Maybe we haven't, but Hannibal Buress and Jon Bass were a pleasure onscreen in part because they looked so comparatively normal. It's not surprising that Jon Bass was the sexually desiring subject in this film; his body hasn't been sculpted into an object of consumption yet. Zac Efron is supposedly in lust with Alexandra Daddario's Summer, but rarely have two such beautiful people been so chemically inert. Even Priyanka Chopra, who simmers and smolders all over the place, manages to be so vague about it that the eroticism never quite lands.

What's funny is that this Baywatch definitely thinks it's progressed relative to the old Baywatch — both in its politics and its sense of irony. Men say "no offense" to women now when they keep referring to confrontations as happening between "guys," and the women, unthreatened, repeatedly say "none taken." The villain is a woman, after all — Chopra plays this role, and if there's a smidgen of Orientalism around her, there's a chill NBD quality to her foreignness — her accent even becomes American at one point. Gay jokes, jokes about race, Baywatch gives one the sense that the big issues are behind us, so why not have pornier swimsuits (with zippers!) and not one but two extended episodes featuring penises, one of them defunct? Let's go for that R rating!

Alas, we're not beyond anything. All that winking on top of winking produces something like a double-negative, a version of Baywatch that wants to seem at ease when it's actually sucking in harder than ever before. It's hard to feel sexy when you're sucking in, even if it looks good. Take Ilfenesh Hadera: She's rather formidable as Stephanie, Mitch's second-in-command, but when she and Mitch kiss, it's for show, and there's no hint that it might be anything else.

Which, look, that's fair enough. It's actually kind of nice to have a family vibe instead of endless innuendo and cheap sensualism.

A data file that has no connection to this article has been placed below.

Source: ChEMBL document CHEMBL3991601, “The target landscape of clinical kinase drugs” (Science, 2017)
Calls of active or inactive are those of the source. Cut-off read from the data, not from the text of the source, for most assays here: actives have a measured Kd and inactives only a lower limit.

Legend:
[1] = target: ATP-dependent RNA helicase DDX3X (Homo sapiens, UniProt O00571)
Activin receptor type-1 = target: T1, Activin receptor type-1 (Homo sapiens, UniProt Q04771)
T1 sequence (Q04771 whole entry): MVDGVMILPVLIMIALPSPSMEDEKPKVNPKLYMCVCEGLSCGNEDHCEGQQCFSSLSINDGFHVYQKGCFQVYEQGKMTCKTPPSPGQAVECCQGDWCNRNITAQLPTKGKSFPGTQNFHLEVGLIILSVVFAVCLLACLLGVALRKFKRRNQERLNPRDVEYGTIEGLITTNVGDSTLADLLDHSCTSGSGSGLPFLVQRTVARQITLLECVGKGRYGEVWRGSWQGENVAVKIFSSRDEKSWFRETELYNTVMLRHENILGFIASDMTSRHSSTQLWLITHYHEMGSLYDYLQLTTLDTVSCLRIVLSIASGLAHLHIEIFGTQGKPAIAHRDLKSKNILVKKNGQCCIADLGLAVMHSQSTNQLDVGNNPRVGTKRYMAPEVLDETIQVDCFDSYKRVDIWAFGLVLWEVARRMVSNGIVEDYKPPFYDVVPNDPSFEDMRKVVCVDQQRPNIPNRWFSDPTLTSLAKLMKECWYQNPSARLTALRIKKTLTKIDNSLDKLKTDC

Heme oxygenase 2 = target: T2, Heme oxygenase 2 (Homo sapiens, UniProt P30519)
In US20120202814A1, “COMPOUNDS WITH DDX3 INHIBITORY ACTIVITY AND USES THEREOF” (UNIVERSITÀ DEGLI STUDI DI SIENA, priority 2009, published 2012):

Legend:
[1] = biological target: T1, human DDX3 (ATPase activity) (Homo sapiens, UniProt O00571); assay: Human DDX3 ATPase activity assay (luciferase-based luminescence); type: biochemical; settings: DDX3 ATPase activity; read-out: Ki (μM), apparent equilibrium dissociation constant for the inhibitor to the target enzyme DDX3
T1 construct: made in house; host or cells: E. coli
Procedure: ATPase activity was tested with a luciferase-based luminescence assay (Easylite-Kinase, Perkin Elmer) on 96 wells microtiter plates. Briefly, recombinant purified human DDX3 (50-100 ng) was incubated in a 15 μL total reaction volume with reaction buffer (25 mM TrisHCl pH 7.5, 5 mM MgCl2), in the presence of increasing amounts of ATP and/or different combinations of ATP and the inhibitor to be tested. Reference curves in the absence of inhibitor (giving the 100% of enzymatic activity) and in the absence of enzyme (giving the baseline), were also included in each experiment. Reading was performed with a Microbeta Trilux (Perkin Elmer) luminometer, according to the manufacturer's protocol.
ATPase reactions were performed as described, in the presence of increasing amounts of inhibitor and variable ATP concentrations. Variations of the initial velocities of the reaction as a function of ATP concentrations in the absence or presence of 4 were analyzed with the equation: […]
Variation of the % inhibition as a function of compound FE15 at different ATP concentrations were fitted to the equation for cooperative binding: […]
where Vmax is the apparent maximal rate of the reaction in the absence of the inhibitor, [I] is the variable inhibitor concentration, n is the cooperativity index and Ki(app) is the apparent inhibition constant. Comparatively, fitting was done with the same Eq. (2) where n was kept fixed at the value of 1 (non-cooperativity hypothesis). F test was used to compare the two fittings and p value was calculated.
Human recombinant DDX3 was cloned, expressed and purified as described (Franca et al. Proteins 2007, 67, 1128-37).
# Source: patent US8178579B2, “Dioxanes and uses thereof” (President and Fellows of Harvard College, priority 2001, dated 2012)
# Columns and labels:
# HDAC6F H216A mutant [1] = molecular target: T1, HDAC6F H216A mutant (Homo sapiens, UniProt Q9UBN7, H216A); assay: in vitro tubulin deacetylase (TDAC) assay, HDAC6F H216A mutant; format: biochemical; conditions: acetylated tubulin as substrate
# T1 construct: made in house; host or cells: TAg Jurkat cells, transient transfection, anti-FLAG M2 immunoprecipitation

Baywatch is an enjoyably dumb and kind of funny way to spend a couple of summer hours. It riffs amiably on Dwayne Johnson and Zac Efron's reputations — it's no coincidence that the film's biggest laughs came from jokes about them. But if you think about it for any amount of time, you'll quickly realize its problems: The film feels porny without being sexy, sanitized despite showing an actual penis. What's worse is that it claims to have excellent politics that in practice it ignores: It recognizes that Stephanie should be put in charge but puts Zac's character Matt there instead. It jokes about Summer's exclusion from "the guys" and then ends by actually excluding her.

After all this time, after decades of knowing reflection on how destructive our juvenile fantasies about masculinity have been to men and women alike, we seem more susceptible to drifting backward than ever before. Baywatch used to be about ladies sexily running; now it's about men strenuously lifting. I'm not sure that's the improvement the film thinks it is.

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Lili Loofbourow

Lili Loofbourow is the culture critic at She's also a special correspondent for the Los Angeles Review of Books and an editor for Beyond Criticism, a Bloomsbury Academic series dedicated to formally experimental criticism. Her writing has appeared in a variety of venues including The Guardian, Salon, The New York Times Magazine, The New Republic, and Slate.